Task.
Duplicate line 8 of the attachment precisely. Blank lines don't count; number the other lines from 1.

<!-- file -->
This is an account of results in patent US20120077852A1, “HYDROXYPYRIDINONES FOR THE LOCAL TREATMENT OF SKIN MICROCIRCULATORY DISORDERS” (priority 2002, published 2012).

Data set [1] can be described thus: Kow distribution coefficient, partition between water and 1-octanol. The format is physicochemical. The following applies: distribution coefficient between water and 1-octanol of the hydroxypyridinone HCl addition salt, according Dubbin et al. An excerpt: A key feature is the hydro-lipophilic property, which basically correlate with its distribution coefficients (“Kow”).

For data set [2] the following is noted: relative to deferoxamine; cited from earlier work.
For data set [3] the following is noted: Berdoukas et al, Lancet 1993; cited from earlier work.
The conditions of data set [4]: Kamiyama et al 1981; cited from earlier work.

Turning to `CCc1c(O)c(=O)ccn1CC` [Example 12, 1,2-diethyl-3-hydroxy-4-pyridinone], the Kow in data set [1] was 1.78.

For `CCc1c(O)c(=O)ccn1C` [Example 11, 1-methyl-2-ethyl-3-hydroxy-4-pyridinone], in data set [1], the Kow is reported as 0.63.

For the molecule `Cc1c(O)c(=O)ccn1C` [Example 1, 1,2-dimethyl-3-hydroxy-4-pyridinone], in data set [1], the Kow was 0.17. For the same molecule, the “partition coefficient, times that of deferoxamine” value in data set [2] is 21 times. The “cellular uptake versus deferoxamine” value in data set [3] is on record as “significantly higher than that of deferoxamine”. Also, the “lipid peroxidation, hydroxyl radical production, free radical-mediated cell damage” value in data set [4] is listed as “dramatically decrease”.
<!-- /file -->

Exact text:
For the molecule `Cc1c(O)c(=O)ccn1C` [Example 1, 1,2-dimethyl-3-hydroxy-4-pyridinone], in data set [1], the Kow was 0.17. For the same molecule, the “partition coefficient, times that of deferoxamine” value in data set [2] is 21 times. The “cellular uptake versus deferoxamine” value in data set [3] is on record as “significantly higher than that of deferoxamine”. Also, the “lipid peroxidation, hydroxyl radical production, free radical-mediated cell damage” value in data set [4] is listed as “dramatically decrease”.